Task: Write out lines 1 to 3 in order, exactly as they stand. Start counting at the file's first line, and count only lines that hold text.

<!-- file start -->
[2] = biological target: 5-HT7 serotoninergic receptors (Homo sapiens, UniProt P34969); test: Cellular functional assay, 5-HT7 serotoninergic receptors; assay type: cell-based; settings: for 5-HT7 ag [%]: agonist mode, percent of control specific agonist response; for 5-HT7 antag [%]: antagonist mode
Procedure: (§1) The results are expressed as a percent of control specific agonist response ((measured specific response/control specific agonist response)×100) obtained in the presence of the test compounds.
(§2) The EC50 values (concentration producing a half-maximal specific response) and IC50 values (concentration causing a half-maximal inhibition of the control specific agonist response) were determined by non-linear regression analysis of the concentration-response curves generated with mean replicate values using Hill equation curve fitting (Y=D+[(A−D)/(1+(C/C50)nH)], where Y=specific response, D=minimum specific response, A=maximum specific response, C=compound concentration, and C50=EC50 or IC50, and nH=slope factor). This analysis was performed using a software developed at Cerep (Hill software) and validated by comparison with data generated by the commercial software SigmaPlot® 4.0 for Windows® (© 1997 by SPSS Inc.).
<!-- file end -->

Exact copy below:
[2] = biological target: 5-HT7 serotoninergic receptors (Homo sapiens, UniProt P34969); test: Cellular functional assay, 5-HT7 serotoninergic receptors; assay type: cell-based; settings: for 5-HT7 ag [%]: agonist mode, percent of control specific agonist response; for 5-HT7 antag [%]: antagonist mode
Procedure: (§1) The results are expressed as a percent of control specific agonist response ((measured specific response/control specific agonist response)×100) obtained in the presence of the test compounds.
(§2) The EC50 values (concentration producing a half-maximal specific response) and IC50 values (concentration causing a half-maximal inhibition of the control specific agonist response) were determined by non-linear regression analysis of the concentration-response curves generated with mean replicate values using Hill equation curve fitting (Y=D+[(A−D)/(1+(C/C50)nH)], where Y=specific response, D=minimum specific response, A=maximum specific response, C=compound concentration, and C50=EC50 or IC50, and nH=slope factor). This analysis was performed using a software developed at Cerep (Hill software) and validated by comparison with data generated by the commercial software SigmaPlot® 4.0 for Windows® (© 1997 by SPSS Inc.).